> FAQ and other information available at http://homedistiller.org
      >
      > ttp://archive.nnytech.net/
      > FAQ and other information available at http://homedistiller.org
      >
      >
      >
      > Yahoo! Groups Links
      >
      > To visit your group on the web, go to:
      > http://groups.yahoo.com/group/new_distillers/
      >
      > To unsubscribe from this group, send an email to:
      > new_distillers-unsubscribe@yahoogroups.com
      >
      > Your use of Yahoo! Groups is subject to:
      > http://docs.yahoo.com/info/terms/
      >
      >
      >




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      Message: 12
      Date: Wed, 28 Jan 2004 21:41:33 -0000
      From: "Harry"
      Subject: FYI - A Message from Yahoo Groups

      Just in case anyone hasn't seen the message...

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      regards Harry



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      Message: 13
      Date: Wed, 28 Jan 2004 22:03:00 -0000
      From: "Harry"
      Subject: Re: Thanks For Sharing This Amazing Tip!

      --- In new_distillers@yahoogroups.com, "Austin Smith"
      wrote:
      > It probably wouldn't be wise for all 1,300 of us to send Lisa a
      little love note, would it?
      >
      > [Non-text portions of this message have been removed]



      No, not wise. Although we all feel some form of "payback" is
      warranted, it's irrelevant. Mounting a DOS (Denial Of Service)
      attack is against the law, and breaks your agreement with Yahoo.

      That type of action makes us no better than the people peddling this
      crap.

      Slainte!
      regards Harry



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      Message: 14
      Date: Thu, 29 Jan 2004 09:28:01 +1300
      From: "Ackland, Tony (CALNZAS)"
      Subject: New Distillers FAQ

      "NEW DISTILLERS" Frequently Asked Questions (Feb'03)

      Posted near the 1st of each month, to the NEW_DISTILLERS newsgroup at www.yahoogroups.com

      Please email any additions, corrections, clarifications required, etc regarding the FAQ to Tony Ackland (Tony.Ackland@...), however please direct any general questions to the newsgroup itself.

      *******************************************************************

      1) Is distilling hard to do ?
      2) Is it legal ?
      3) Will it make me blind ?
      4) Whats the difference between a pot still, reflux still, and fractionating column ?
      5) How do I get or make a still ?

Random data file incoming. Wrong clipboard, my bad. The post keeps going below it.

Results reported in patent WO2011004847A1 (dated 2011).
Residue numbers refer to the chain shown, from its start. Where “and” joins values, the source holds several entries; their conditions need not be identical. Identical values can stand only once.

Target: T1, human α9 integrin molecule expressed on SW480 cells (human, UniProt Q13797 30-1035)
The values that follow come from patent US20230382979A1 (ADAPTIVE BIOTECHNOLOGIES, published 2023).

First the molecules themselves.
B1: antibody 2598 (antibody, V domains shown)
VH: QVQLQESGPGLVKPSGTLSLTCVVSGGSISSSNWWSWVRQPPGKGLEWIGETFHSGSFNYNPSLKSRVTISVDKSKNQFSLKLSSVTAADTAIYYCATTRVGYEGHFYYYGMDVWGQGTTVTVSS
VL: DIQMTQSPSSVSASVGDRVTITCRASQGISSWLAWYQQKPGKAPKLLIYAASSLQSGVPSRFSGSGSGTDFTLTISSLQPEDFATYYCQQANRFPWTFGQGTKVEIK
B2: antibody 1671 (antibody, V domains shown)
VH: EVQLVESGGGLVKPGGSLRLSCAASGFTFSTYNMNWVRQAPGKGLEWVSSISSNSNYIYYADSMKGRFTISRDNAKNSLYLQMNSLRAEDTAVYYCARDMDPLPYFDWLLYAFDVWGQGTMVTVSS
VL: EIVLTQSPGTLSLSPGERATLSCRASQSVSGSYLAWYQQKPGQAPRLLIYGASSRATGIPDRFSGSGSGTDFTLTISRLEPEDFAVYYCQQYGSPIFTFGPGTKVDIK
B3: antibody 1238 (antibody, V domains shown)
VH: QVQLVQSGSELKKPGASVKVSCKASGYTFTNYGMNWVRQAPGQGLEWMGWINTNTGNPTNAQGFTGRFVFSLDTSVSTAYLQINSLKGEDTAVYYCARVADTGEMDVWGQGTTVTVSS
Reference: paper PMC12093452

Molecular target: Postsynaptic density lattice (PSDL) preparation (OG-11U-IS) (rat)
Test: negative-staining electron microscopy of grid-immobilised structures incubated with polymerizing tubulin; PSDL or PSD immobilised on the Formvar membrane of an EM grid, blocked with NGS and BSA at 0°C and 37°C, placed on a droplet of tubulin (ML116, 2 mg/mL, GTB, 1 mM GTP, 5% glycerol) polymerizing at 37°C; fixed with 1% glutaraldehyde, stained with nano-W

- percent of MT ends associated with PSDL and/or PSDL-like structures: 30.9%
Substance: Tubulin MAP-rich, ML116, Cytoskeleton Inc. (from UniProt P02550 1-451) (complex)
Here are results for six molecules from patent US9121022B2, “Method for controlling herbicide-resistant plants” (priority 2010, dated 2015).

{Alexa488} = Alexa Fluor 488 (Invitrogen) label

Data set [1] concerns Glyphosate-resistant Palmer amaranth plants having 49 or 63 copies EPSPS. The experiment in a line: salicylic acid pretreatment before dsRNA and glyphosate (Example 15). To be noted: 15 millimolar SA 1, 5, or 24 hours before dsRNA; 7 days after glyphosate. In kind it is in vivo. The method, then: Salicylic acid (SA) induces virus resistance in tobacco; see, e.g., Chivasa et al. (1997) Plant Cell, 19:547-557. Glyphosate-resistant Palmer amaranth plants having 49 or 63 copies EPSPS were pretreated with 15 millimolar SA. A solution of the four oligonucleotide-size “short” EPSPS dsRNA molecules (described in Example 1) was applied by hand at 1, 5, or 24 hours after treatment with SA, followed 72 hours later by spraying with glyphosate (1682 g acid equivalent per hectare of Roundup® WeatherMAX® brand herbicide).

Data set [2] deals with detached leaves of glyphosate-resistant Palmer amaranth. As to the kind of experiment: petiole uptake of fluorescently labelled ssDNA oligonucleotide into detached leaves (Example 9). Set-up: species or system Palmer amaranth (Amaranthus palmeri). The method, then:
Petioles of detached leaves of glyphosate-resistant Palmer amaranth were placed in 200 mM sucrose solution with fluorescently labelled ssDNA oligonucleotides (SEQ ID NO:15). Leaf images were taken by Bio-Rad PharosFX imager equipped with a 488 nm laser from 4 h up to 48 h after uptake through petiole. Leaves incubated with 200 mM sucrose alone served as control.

6) How do I make a whisky / rum / vodka / gin ?
      7) Should I use sugar or grains ?
      8) Can I use fruit wine ?
      9) How do I make a Turbo-all-sugar wash ?
      10) How do I run a Pot still ?
      11) How do I run a Reflux still ?
      12) Can I use a reflux still to make rum or whisky ?
      13) How do I measure the strength of it & dilute it ?
      14) How do I get rid of that "off-taste" ?
      15) Why do my spirits turn cloudy when diluted ?
      16) How do I flavour/turn the vodka's into something else ?
      17) What web resources are there ?
      18) How do I contact the NEW DISTILLERS news group ?
      19) Can I run my car on it ?
      20) How do I convert between gallons and litres and ....
      21) What is a "Thumper" ?
      22) Can methylated spirits be made safe to drink ?

      **********************************************************************

      1) Is distilling hard to do ?

      Nope - if you can follow instructions enough to bake scones, then you can sucessfully distil. To distil well however, will require you to understand what you're doing, so read around and get a bit of information under your belt before you begin.

      2) Is it legal ?

      Probably not. It is only legal in New Zealand, and some European countries turn a blind eye to it, but elsewhere it is illegal, with punishment ranging from fines to imprisonment or floggings. This action against it is usually the result of either religous beliefs (right or wrong), but more generally due to the great revenue base it provides Governements through excise taxes. So if you are going to distil, just be aware of the potential legal ramifications.